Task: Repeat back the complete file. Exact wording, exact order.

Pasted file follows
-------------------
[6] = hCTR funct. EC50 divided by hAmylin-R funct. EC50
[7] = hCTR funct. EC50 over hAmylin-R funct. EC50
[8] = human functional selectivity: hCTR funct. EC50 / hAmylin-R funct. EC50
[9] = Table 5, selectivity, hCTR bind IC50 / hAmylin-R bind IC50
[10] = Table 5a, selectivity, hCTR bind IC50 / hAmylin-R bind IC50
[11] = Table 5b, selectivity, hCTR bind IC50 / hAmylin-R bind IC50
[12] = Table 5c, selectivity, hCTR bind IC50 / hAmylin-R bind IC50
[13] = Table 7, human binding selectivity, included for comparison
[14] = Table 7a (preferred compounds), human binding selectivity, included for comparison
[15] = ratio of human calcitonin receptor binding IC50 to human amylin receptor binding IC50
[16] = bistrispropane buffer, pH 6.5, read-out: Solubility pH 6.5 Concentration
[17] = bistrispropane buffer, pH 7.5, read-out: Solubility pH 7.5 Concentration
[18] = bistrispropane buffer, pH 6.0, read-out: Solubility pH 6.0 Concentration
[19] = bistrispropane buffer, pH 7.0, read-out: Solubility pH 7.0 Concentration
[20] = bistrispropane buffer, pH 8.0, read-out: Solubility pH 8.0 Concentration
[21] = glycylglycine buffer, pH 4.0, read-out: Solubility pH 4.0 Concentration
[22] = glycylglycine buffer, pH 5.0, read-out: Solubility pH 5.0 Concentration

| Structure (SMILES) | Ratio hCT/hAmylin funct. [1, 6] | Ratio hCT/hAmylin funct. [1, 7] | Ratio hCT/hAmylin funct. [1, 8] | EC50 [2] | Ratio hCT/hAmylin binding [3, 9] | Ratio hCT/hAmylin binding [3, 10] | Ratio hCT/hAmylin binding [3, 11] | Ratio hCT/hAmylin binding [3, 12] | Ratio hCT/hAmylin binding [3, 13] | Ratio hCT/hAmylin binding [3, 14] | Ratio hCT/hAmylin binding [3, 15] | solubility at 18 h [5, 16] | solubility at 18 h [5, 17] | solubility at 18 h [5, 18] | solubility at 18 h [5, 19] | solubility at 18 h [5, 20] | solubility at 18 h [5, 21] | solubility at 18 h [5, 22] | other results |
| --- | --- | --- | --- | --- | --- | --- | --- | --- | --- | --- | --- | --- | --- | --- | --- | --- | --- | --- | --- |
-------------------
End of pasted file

[6] = hCTR funct. EC50 divided by hAmylin-R funct. EC50
[7] = hCTR funct. EC50 over hAmylin-R funct. EC50
[8] = human functional selectivity: hCTR funct. EC50 / hAmylin-R funct. EC50
[9] = Table 5, selectivity, hCTR bind IC50 / hAmylin-R bind IC50
[10] = Table 5a, selectivity, hCTR bind IC50 / hAmylin-R bind IC50
[11] = Table 5b, selectivity, hCTR bind IC50 / hAmylin-R bind IC50
[12] = Table 5c, selectivity, hCTR bind IC50 / hAmylin-R bind IC50
[13] = Table 7, human binding selectivity, included for comparison
[14] = Table 7a (preferred compounds), human binding selectivity, included for comparison
[15] = ratio of human calcitonin receptor binding IC50 to human amylin receptor binding IC50
[16] = bistrispropane buffer, pH 6.5, read-out: Solubility pH 6.5 Concentration
[17] = bistrispropane buffer, pH 7.5, read-out: Solubility pH 7.5 Concentration
[18] = bistrispropane buffer, pH 6.0, read-out: Solubility pH 6.0 Concentration
[19] = bistrispropane buffer, pH 7.0, read-out: Solubility pH 7.0 Concentration
[20] = bistrispropane buffer, pH 8.0, read-out: Solubility pH 8.0 Concentration
[21] = glycylglycine buffer, pH 4.0, read-out: Solubility pH 4.0 Concentration
[22] = glycylglycine buffer, pH 5.0, read-out: Solubility pH 5.0 Concentration

| Structure (SMILES) | Ratio hCT/hAmylin funct. [1, 6] | Ratio hCT/hAmylin funct. [1, 7] | Ratio hCT/hAmylin funct. [1, 8] | EC50 [2] | Ratio hCT/hAmylin binding [3, 9] | Ratio hCT/hAmylin binding [3, 10] | Ratio hCT/hAmylin binding [3, 11] | Ratio hCT/hAmylin binding [3, 12] | Ratio hCT/hAmylin binding [3, 13] | Ratio hCT/hAmylin binding [3, 14] | Ratio hCT/hAmylin binding [3, 15] | solubility at 18 h [5, 16] | solubility at 18 h [5, 17] | solubility at 18 h [5, 18] | solubility at 18 h [5, 19] | solubility at 18 h [5, 20] | solubility at 18 h [5, 21] | solubility at 18 h [5, 22] | other results |
| --- | --- | --- | --- | --- | --- | --- | --- | --- | --- | --- | --- | --- | --- | --- | --- | --- | --- | --- | --- |